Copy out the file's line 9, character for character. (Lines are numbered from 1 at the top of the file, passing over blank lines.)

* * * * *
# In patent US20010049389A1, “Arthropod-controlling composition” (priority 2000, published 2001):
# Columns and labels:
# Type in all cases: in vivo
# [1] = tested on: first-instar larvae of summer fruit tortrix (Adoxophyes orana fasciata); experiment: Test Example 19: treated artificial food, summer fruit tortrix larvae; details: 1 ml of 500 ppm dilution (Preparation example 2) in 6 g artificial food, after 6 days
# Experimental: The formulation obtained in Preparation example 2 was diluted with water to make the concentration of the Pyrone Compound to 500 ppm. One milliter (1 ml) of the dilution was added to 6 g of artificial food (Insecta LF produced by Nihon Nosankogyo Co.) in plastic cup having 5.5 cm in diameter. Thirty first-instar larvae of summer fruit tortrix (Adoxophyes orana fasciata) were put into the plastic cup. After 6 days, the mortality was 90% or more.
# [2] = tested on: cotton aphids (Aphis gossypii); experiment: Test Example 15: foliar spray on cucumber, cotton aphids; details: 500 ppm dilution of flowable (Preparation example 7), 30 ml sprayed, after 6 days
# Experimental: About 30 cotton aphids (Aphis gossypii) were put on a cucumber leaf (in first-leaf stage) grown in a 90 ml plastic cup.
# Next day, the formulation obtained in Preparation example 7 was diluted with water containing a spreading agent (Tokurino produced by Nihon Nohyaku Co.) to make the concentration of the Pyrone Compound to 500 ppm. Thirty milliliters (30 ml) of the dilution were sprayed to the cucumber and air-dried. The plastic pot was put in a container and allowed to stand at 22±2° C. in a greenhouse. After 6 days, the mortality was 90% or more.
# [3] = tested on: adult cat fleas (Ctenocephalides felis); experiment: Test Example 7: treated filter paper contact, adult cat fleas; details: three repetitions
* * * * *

# [3] = tested on: adult cat fleas (Ctenocephalides felis); experiment: Test Example 7: treated filter paper contact, adult cat fleas; details: three repetitions